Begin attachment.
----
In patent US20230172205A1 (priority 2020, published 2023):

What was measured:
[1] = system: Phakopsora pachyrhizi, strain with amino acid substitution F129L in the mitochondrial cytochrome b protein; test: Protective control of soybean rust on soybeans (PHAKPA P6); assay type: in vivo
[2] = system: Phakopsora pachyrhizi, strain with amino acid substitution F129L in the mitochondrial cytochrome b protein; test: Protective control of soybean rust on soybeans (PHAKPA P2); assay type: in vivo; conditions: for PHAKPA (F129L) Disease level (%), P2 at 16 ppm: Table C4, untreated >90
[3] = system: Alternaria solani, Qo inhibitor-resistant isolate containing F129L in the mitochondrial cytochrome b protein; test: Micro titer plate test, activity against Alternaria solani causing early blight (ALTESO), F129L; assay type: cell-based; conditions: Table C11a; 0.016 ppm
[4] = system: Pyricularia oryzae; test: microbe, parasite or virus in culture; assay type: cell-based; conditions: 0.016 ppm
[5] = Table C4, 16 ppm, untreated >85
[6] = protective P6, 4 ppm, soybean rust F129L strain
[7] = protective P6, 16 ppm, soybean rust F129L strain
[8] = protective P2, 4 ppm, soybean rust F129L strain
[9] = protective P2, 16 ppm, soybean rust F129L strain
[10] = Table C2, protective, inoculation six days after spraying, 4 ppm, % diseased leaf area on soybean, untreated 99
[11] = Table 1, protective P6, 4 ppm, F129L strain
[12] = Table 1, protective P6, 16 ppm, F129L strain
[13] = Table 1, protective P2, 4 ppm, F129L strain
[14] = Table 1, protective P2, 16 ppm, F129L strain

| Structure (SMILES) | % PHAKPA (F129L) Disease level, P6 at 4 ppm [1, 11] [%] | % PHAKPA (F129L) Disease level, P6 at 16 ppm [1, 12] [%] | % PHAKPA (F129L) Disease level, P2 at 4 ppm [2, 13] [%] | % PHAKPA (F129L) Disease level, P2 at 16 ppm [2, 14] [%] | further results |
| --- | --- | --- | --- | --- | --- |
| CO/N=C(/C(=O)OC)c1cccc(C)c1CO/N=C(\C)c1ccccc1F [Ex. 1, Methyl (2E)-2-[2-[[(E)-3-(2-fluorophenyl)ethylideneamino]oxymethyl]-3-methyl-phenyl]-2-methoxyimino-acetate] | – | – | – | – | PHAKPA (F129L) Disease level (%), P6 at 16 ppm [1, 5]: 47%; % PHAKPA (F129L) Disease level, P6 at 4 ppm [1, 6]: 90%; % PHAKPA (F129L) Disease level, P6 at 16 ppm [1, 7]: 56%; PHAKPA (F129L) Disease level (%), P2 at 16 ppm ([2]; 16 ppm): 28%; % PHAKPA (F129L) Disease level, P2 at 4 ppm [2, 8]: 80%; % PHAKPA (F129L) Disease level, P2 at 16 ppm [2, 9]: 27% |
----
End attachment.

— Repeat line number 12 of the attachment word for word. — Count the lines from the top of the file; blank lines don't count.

[10] = Table C2, protective, inoculation six days after spraying, 4 ppm, % diseased leaf area on soybean, untreated 99